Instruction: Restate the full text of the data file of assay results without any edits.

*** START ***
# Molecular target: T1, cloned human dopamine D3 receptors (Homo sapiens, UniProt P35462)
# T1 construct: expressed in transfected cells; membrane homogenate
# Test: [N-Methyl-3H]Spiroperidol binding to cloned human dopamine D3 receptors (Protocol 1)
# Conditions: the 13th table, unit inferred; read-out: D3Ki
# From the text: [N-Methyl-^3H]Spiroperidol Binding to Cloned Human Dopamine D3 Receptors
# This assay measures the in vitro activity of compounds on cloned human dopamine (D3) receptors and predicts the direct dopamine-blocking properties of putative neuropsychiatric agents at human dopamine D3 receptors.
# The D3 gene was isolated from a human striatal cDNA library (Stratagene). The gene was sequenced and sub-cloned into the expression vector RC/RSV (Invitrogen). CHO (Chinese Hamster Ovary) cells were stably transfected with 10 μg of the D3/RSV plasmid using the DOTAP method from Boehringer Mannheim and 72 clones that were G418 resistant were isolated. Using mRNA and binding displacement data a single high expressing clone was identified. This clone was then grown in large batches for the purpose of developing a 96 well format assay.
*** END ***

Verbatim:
# Molecular target: T1, cloned human dopamine D3 receptors (Homo sapiens, UniProt P35462)
# T1 construct: expressed in transfected cells; membrane homogenate
# Test: [N-Methyl-3H]Spiroperidol binding to cloned human dopamine D3 receptors (Protocol 1)
# Conditions: the 13th table, unit inferred; read-out: D3Ki
# From the text: [N-Methyl-^3H]Spiroperidol Binding to Cloned Human Dopamine D3 Receptors
# This assay measures the in vitro activity of compounds on cloned human dopamine (D3) receptors and predicts the direct dopamine-blocking properties of putative neuropsychiatric agents at human dopamine D3 receptors.
# The D3 gene was isolated from a human striatal cDNA library (Stratagene). The gene was sequenced and sub-cloned into the expression vector RC/RSV (Invitrogen). CHO (Chinese Hamster Ovary) cells were stably transfected with 10 μg of the D3/RSV plasmid using the DOTAP method from Boehringer Mannheim and 72 clones that were G418 resistant were isolated. Using mRNA and binding displacement data a single high expressing clone was identified. This clone was then grown in large batches for the purpose of developing a 96 well format assay.